Celiac Disease Symptoms and Causes

Celiac disease is an autoimmune reaction to eating gluten.

If you have celiac disease, eating gluten causes your body’s immune system to attack your small intestine. This damages the lining of your small intestine and prevents your body from absorbing required nutrients. Over time, untreated celiac disease can lead to malnutrition, intestinal damage, and other serious health complications.1

Celiac disease occurs in approximately 1 percent of the world’s population, but most people with the condition are undiagnosed.2 It can develop at any age, as some people develop it as children and others as adults. Celiac disease is an underdiagnosed, undermanaged condition associated with serious long-term complications, including the development of osteoporosis, neurologic disorders, gastric ulcers, and cancer (such as lymphoma).3,4 It often runs in families. If someone in your family has celiac disease, talk to your healthcare professional to see if you should also be tested for celiac disease.

Common Symptoms of Celiac Disease

If you have celiac disease, diagnosis may take time because the symptoms that people think of—diarrhea, weight loss, and bloating—are just part of the picture. Some people with celiac disease may exhibit other nondigestive symptoms, or sometimes people have no symptoms at all.3

Symptoms in Adults

More than half of adults with celiac disease have signs and symptoms that are not related to the digestive system, including:

  • Itchy, blistery skin rash (dermatitis herpetiformis)
  • Iron-deficiency anemia
  • Loss of bone density (osteoporosis)
  • Damage to dental enamel
  • Mouth ulcers
  • Headaches and fatigue
  • Joint pain
  • Acid reflux and heartburn
  • Missed menstrual periods
  • Infertility or miscarriage3

Symptoms in Children

Infants and children tend to experience digestive problems such as: 

  • Abdominal bloating and pain
  • Chronic diarrhea
  • Vomiting
  • Constipation

Children can also experience other nondigestive symptoms, including fatigue, irritability, behavioral issues, delayed growth and puberty, and failure to thrive.2,5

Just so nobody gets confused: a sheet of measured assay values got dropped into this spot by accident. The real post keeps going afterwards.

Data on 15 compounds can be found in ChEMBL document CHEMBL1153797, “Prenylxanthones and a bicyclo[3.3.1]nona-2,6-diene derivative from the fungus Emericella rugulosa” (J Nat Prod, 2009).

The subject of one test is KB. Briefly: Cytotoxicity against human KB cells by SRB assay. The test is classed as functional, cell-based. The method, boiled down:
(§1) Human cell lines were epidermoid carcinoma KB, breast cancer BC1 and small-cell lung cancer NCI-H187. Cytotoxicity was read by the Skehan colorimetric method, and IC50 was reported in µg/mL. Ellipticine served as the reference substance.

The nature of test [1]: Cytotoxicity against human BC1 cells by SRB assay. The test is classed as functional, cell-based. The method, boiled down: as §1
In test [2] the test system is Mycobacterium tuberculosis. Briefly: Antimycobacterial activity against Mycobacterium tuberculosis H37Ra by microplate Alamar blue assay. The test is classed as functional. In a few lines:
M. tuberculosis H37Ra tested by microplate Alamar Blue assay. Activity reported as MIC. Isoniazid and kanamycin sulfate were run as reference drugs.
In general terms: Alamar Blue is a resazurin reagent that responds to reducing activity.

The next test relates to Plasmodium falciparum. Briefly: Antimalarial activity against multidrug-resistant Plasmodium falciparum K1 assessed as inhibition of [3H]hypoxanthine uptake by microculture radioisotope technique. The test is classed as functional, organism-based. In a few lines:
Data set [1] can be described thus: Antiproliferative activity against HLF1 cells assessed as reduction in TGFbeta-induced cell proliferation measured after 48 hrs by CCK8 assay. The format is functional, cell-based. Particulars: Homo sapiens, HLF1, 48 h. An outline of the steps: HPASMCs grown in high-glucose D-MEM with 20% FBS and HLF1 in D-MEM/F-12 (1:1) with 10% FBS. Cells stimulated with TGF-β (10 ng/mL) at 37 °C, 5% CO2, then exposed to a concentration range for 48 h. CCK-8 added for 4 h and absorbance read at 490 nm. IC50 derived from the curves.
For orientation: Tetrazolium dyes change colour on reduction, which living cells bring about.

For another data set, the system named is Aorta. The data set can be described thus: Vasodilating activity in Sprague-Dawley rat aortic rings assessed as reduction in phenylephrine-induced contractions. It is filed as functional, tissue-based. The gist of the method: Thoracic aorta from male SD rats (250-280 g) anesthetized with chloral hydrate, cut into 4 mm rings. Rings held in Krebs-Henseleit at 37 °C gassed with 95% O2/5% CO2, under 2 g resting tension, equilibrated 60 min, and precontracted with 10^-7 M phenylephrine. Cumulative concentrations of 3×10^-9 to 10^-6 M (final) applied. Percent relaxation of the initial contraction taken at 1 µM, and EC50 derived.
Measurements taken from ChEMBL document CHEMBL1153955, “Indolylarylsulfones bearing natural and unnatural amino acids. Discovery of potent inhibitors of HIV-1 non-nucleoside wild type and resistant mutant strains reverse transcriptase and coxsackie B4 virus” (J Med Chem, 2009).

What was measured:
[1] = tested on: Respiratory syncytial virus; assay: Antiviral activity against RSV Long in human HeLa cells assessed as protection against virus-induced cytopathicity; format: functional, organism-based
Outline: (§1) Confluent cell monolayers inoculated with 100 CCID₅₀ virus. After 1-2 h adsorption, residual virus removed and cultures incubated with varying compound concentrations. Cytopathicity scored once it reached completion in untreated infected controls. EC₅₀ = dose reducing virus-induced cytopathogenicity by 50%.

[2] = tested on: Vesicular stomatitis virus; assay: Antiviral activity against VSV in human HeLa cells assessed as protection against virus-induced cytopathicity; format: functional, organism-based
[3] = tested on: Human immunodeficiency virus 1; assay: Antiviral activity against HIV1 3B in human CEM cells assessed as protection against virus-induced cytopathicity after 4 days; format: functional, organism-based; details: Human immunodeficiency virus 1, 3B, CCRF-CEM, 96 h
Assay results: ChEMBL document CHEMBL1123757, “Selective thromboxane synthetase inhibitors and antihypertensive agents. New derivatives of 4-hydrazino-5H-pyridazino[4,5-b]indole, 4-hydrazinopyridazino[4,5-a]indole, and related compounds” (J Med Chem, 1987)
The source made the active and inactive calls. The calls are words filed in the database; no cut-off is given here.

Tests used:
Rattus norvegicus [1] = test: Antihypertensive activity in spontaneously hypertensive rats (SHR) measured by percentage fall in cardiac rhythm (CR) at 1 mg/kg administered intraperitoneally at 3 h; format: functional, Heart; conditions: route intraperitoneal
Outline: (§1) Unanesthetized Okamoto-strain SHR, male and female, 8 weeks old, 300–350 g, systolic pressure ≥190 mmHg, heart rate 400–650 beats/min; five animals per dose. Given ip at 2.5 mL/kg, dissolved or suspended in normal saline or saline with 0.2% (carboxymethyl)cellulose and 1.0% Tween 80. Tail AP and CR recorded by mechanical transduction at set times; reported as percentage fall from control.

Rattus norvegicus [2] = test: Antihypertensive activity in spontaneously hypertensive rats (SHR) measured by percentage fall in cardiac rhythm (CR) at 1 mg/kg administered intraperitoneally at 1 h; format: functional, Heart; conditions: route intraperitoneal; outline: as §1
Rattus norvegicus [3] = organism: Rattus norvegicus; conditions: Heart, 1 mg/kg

Common Celiac Disease Triggers

Wheat isn’t the only gluten-containing grain. Other culprits are barley, bulgur, rye, and seitan. And although oats don’t contain gluten, they are often processed in facilities that also produce gluten-containing grains, which means there's a risk for cross-contamination. So many people with celiac disease avoid oats as well.

Some common foods, drinks, and sauces that could contain gluten and trigger an autoimmune response in someone with celiac disease include:


Gluten can be hidden in many foods. That’s why it’s important to read food labels and ask about gluten before buying and eating food. Additional, perhaps surprising, examples of where you might find gluten include:

Gluten can also be found in nonfood items such as
 lipstick, lip gloss and lip balm, herbal and nutritional supplements, drugs and over-the-counter medications, vitamins and supplements, and play dough.

How do I know for sure?

If you’ve noticed that eating foods containing gluten causes problems, talk to your healthcare professional about getting tested. On average, it takes five to 11 years from symptom onset for celiac disease to be diagnosed.3 This is because many of the symptoms of celiac disease are so similar to other diseases, such as Irritable Bowel Syndrome (IBS), Irritable Bowel Disorder (IBD), and lactose intolerance. Similar symptoms that overlap between common intestinal conditions may mean that healthcare professionals might not consider testing for celiac disease right away.

Many people are so used to living with—and being embarrassed by—their uncomfortable gastrointestinal issues that they never consider asking for help. 

But learning what causes your symptoms now may also help you avoid more serious issues in the future. A missed or incorrect diagnosis of celiac disease can delay treatment and lead to an increased risk of other serious health complications including:

  • Bone disease, such as osteoporosis
  • Reproductive problems including infertility
  • Some intestinal cancers
  • Inadequate nutrient absorption
  • Delayed growth in children
  • Development of additional autoimmune diseases4


I think I may have celiac disease. 

Talk to your healthcare professional before trying a gluten-free diet. If you stop or even reduce the amount of gluten you eat before you're tested, it could change your test results and cause a misdiagnosis or a falsely negative test. If you think you or a loved one has a gluten-related disorder, don’t try to manage the problem on your own. A simple blood test—together with your medical history—can help your healthcare professional differentiate between allergy, celiac disease, and other conditions.

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  1. Celiac Disease Foundation. Long-Term Health Conditions. https://celiac.org/celiac-disease/understanding-celiac-disease-2/what-is-celiac-disease/24477-2/. Accessed September 2017.
  2. Lebwohl B, Ludvigsson JF, Green PHR. Celiac disease and non-celiac gluten sensitivity. The BMJ. 2015;351:h4347.
  3. Ruiz AR. Celiac disease. The Merck Manual website. www.merckmanuals.com. Updated May 2014
  4. Green PHR, Stravropoulos SN, Goldstein S, et al. Characteristics of adult celiac disease in the USA: results of a national survey. Am J Gastroenterol. 2001;96:126 -131
  5. Schuppan D, Zimmer KP. The Diagnosis and Treatment of Celiac Disease. Dtsch Arztebl Int. 2013; 110(49): 835–846.
  6. Celiac Disease Foundation. Sources of Gluten. https://celiac.org/live-gluten-free/glutenfreediet/sources-of-gluten/. Accessed September 2017.